Loser talk: Empty promises of transforming Congress continue, so does the slide | india-news | Hindustan Times
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Loser talk: Empty promises of transforming Congress continue, so does the slide

The promise of change in the Congress after every poll debacle is beginning to ring hollow. Sonia and Rahul Gandhi repeated promises of revamping the party have largely remained soundbytes.

india Updated: Mar 16, 2017 13:05 IST
Aurangzeb Naqshbandi
File photo of Congress vice-president Rahul Gandhi addressing an election campaign rally in Imphal.
File photo of Congress vice-president Rahul Gandhi addressing an election campaign rally in Imphal.(PTI)

Another election, another defeat and another promise of change.

After every election loss, the Congress leadership promises to transform the grand old party to stem the slide but those assurances have not stopped the spread of the saffron cover across India’s political map.

Here is a look at the statements of Congress chief Sonia Gandhi and party vice-president Rahul Gandhi after the electoral defeats since 2012.

In March 2012 after the defeat in Uttar Pradesh assembly elections, Sonia Gandhi attributed the party’s drubbing to weak organisational structure and insisted that “every election is a lesson for us whether we win or lose”.

In December 2013 after the victory of Aam Aadmi Party in Delhi and the Congress’ decimation by the BJP in Rajasthan, Madhya Pradesh and Chhattisgarh, Rahul Gandhi spoke of transforming the party.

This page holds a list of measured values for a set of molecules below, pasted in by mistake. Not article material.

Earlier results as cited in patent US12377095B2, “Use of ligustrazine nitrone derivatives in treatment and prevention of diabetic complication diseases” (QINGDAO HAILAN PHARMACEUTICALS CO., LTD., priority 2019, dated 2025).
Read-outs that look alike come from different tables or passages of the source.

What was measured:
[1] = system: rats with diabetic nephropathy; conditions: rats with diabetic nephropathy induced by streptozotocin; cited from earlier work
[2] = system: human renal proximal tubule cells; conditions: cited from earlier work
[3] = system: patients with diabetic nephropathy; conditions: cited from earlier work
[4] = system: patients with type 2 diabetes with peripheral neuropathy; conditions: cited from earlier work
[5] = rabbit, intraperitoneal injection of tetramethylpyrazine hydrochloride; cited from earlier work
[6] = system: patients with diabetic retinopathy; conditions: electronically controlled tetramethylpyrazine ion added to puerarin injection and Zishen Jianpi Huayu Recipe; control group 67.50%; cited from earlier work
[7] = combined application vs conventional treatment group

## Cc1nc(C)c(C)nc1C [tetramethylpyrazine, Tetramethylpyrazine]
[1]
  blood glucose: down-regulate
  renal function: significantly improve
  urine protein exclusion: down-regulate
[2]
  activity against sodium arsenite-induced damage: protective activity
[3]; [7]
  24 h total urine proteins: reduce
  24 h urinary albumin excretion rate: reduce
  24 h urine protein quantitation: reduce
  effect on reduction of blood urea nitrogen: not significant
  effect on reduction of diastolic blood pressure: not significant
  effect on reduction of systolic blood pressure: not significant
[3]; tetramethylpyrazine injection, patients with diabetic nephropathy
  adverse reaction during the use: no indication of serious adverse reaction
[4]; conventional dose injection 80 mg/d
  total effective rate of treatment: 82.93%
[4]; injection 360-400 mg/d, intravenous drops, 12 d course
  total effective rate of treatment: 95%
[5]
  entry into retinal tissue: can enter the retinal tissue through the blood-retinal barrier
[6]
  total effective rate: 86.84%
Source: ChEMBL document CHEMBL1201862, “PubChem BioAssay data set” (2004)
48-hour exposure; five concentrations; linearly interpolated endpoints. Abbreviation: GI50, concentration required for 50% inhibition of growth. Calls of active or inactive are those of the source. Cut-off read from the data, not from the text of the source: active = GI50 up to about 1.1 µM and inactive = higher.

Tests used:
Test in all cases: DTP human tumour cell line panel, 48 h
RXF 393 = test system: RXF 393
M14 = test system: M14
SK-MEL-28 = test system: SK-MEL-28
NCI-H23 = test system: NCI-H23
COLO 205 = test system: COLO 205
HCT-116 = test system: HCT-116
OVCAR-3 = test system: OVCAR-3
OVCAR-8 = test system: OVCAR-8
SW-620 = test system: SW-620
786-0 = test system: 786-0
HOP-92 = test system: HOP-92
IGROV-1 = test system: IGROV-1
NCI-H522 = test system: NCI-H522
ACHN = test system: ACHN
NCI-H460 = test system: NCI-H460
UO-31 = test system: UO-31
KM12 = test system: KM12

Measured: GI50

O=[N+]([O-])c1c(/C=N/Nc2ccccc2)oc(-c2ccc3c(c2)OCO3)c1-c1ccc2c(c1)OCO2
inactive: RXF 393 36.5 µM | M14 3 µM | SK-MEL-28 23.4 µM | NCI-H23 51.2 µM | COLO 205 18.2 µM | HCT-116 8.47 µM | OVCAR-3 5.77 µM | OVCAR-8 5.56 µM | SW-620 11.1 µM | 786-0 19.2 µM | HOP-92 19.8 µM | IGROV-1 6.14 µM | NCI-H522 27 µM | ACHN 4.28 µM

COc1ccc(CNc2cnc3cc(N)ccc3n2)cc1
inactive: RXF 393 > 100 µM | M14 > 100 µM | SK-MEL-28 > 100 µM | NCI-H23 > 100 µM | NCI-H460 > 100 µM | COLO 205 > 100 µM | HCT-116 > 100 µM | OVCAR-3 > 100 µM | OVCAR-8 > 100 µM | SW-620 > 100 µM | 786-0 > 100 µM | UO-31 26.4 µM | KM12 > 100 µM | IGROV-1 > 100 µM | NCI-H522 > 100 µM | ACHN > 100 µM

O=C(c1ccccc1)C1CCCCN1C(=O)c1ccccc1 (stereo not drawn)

“Congress party has the ability to stand up to the expectations of the people. I am going to put all my efforts to transform the organisation. I am going to make sure that a transformation happens, and I will do it in ways in which you cannot even imagine. We will involve people in a way you cannot even imagine right now,” he had said.

In May 2014 after the party’s worst ever electoral performance that saw it bagging just 44 seats and beating its previous lowest tally of 114 seats in 1999, both Sonia Gandhi and Rahul owned responsibility for the debacle. “The people’s verdict is against us. As Congress president I take responsibility for the defeat,” Sonia had said.

“Congress has done pretty badly in the elections and the party will need to think about it. As Congress vice-president, with all humility I take responsibility for this debacle,” said Rahul who was the party’s face for the Lok Sabha elections and had led the campaign from the front.

A few days later, both Sonia Gandhi and Rahul offered to resign at the Congress Working Committee meeting. But senior Congress leaders competed with one another to stop the Gandhis from quitting.

Again in October 2014 after the rout in Maharashtra and Haryana, Rahul had asserted that the Congress party will work hard on the ground to regain the confidence of the people.

But in November 2015 after the victory of the grand alliance in Bihar, Rahul tweeted, “Bihar verdict was the victory of humility over arrogance, love over hate and of unity over divisiveness.”

In May 2016, the Congress had to eat the humble pie again in the assembly elections in Kerala, Tamil Nadu, West Bengal and Assam. In a statement, Rahul said the Congress party will work harder till it wins the confidence and trust of people.

And now after the drubbing in Uttar Pradesh and Uttarakhand, Rahul again acknowledged that it was time to revamp the Congress. “We need to make structural organisational changes in the party. That is a fact,” he said but did not spell out what those changes would be like.